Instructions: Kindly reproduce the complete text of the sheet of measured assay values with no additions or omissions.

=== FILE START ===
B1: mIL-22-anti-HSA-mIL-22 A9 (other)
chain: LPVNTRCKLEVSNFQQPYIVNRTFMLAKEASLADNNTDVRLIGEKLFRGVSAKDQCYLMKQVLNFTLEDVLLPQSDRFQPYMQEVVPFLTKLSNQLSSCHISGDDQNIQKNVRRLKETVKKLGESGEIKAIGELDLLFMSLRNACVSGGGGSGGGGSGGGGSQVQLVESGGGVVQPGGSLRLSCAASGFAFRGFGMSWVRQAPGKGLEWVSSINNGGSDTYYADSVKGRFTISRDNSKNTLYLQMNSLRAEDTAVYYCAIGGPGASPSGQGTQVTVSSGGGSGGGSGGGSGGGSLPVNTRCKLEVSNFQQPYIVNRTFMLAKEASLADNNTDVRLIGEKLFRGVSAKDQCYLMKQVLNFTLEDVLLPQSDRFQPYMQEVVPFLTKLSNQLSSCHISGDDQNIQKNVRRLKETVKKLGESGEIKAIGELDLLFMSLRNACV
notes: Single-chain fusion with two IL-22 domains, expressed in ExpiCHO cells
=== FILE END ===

B1: mIL-22-anti-HSA-mIL-22 A9 (other)
chain: LPVNTRCKLEVSNFQQPYIVNRTFMLAKEASLADNNTDVRLIGEKLFRGVSAKDQCYLMKQVLNFTLEDVLLPQSDRFQPYMQEVVPFLTKLSNQLSSCHISGDDQNIQKNVRRLKETVKKLGESGEIKAIGELDLLFMSLRNACVSGGGGSGGGGSGGGGSQVQLVESGGGVVQPGGSLRLSCAASGFAFRGFGMSWVRQAPGKGLEWVSSINNGGSDTYYADSVKGRFTISRDNSKNTLYLQMNSLRAEDTAVYYCAIGGPGASPSGQGTQVTVSSGGGSGGGSGGGSGGGSLPVNTRCKLEVSNFQQPYIVNRTFMLAKEASLADNNTDVRLIGEKLFRGVSAKDQCYLMKQVLNFTLEDVLLPQSDRFQPYMQEVVPFLTKLSNQLSSCHISGDDQNIQKNVRRLKETVKKLGESGEIKAIGELDLLFMSLRNACV
notes: Single-chain fusion with two IL-22 domains, expressed in ExpiCHO cells